It's not the tax rate that takes a bit out of your wallet but it is the property tax bill that you receive every 3 months.
Media articles for the past couple of years have repeatedly used the headline, "Longmeadow has the highest tax rate in the state of Massachusetts.". Not surprisingly, many Longmeadow residents have voiced their concern.
It turns out that Longmeadow is further down the list of cities and towns with regard to average tax bill.
Table I- Longmeadow ranks #40 for Average Tax Bill in FY2020
It is interesting to note that in FY2020 Longmeadow ranked #40 in the state for the average tax bill. FY2021 tax bills for homeowners in Longmeadow ranged from $3500 --> $50,000 for property values ranging from $150,000 --> $2 million. This is quite a wide range. All town residents no matter their property value or their tax bill enjoy all of the benefits of living in Longmeadow.
Longmeadow property tax bills are calculated as follows:
TAX BILL = Tax Rate x Property Assessment
Property Assessment = $350,000
FY2021 Tax Rate = $24.75/$1000
FY2021 TAX BILL = 24.75 x 350 = $8662
The chart below (Figure 1) shows the change in average tax bill from FY2000 --> FY2021 including the various Proposition 2½ operational and debt exclusion overrides approved by town voters. Since 2008, Longmeadow property taxes have increased an average of ~3.4%/year vs. a CPI inflation rate of 1.7%. Employee benefits and in particular health care costs have increased much faster than CPI in recent years. In addition, a portion of this rate of increase in property taxes was the construction of a new high school at a cost of $44 million to taxpayers. Without the decision to build the new high school, property taxes would have increased an average of 3.0%/year (vs. 3.4%) during this period.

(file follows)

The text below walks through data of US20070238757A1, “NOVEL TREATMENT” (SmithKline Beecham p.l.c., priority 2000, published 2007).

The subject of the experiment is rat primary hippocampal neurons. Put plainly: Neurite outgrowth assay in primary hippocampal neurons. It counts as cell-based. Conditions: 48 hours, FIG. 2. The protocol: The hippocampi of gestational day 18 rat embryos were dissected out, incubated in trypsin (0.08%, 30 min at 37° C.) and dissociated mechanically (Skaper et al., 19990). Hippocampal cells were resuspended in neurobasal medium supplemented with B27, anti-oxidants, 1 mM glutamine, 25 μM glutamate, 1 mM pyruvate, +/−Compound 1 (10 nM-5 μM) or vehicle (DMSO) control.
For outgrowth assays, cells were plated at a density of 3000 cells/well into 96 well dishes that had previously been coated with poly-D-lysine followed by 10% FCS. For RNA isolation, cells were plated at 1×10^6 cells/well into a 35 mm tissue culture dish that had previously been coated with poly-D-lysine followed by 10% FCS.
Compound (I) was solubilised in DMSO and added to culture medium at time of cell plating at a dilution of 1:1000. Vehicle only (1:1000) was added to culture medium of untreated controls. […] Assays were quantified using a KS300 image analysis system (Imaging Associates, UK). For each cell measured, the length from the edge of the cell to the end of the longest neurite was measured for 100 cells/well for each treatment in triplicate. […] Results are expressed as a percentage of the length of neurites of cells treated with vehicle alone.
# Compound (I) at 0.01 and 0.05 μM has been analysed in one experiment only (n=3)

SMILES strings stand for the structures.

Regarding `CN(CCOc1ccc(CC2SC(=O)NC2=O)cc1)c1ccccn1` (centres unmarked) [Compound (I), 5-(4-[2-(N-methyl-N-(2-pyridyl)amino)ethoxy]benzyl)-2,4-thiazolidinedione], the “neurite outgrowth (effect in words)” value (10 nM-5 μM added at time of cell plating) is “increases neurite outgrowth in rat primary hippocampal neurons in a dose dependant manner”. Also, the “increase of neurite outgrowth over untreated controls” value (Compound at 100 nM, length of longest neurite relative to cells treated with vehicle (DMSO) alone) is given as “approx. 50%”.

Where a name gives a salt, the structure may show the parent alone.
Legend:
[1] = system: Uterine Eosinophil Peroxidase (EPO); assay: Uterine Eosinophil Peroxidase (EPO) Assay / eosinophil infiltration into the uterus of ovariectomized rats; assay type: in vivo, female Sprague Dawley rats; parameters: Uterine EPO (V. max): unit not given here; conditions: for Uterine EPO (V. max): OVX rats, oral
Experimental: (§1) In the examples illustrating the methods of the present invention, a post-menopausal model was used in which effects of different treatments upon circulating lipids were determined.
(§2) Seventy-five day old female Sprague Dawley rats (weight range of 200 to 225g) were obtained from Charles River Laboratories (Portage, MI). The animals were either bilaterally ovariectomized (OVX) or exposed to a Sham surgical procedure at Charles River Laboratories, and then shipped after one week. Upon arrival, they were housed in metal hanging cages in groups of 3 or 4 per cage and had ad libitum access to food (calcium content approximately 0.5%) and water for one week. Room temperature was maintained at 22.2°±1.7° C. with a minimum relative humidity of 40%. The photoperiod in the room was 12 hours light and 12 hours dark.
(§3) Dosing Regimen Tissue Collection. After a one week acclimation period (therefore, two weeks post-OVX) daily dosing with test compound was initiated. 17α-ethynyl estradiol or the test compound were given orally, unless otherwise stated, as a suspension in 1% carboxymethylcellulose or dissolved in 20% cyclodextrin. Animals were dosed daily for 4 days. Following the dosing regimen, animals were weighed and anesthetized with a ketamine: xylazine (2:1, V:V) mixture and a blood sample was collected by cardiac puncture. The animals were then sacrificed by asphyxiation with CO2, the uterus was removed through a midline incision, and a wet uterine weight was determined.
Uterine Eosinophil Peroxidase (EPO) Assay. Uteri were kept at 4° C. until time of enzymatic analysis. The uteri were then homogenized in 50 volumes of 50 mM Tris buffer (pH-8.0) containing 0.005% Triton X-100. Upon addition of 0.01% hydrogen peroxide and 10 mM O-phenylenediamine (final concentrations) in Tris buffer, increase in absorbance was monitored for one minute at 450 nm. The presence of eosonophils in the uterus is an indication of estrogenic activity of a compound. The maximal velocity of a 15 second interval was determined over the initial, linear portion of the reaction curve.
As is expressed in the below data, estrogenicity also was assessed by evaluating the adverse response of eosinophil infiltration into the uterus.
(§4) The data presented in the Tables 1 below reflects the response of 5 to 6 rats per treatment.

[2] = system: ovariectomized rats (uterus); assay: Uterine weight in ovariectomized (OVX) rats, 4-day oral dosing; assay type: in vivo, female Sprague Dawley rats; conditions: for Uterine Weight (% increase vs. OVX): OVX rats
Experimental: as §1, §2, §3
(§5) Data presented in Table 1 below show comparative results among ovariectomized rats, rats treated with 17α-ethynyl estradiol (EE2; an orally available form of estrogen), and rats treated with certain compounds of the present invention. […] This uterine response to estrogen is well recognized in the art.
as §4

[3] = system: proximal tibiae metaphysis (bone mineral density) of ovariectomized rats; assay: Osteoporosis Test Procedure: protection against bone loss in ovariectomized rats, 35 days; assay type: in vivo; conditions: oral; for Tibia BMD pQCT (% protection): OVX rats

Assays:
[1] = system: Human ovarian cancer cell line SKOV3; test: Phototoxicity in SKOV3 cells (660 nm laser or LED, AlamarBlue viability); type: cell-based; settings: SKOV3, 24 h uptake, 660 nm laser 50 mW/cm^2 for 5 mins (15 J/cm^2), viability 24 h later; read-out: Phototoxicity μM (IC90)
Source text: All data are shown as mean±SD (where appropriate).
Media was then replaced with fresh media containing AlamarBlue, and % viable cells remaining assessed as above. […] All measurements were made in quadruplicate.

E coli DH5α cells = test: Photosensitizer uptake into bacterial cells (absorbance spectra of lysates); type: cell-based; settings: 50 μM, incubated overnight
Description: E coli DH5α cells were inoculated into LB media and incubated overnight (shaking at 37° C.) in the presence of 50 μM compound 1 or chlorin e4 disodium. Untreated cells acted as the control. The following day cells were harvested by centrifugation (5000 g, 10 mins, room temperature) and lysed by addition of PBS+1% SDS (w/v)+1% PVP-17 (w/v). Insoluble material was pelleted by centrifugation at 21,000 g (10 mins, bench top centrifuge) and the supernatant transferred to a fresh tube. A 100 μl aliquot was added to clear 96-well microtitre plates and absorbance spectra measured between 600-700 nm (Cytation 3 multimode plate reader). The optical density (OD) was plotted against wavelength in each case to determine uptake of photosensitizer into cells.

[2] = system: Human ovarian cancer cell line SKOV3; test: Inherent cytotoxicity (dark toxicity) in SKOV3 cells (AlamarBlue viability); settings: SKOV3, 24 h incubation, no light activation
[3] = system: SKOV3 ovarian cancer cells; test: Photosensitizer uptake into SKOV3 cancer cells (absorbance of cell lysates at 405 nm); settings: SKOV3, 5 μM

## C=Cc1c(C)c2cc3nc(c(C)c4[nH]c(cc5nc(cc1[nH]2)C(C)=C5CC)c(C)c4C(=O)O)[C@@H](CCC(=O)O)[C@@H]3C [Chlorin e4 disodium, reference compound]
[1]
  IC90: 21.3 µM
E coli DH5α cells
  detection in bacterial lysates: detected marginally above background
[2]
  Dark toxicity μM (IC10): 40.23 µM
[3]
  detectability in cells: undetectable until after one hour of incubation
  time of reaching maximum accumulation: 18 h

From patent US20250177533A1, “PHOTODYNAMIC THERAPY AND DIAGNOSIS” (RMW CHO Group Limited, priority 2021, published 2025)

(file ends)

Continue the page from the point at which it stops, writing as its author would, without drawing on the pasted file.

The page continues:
Let's take a look at Longmeadow's Tax Rates and Average Property Values from 1990 to the present (see Figure 2 below):
Figure 2 [click chart to enlarge]
In Table II below there is a summary of Longmeadow Property Values and Tax Rates for the past 30 years for various time periods shown highlighted in Figure 2. You can see that during periods with little or no appreciation of property values (1991 - 2002, 2006 - 2020), there was a significant increase in the corresponding tax rates. Conversely, when there was a significant increase in property values (2002 - 2006), tax rates decreased significantly. This is not a surprise given the math involved and shown in the above Property Tax calculation example. You should also note that in the last 5 years (2016-2021) the tax rate has shown only a small increase with a moderate increase in average property values.
A major reason why Longmeadow is the perennial leader in tax rate in Massachusetts is the lack of appreciation in real estate property values as compared to the eastern part of the state. Perhaps the construction of the East - West rail system from Springfield to Boston as championed by Senator Eric Lesser would increase the demand for housing in Western Massachusetts and increase Longmeadow's property values.
I believe that Longmeadow has done a good job for the past 30+ years in delivering a wide range of excellent town services from schools to public safety that our town residents have come to expect at a reasonable cost.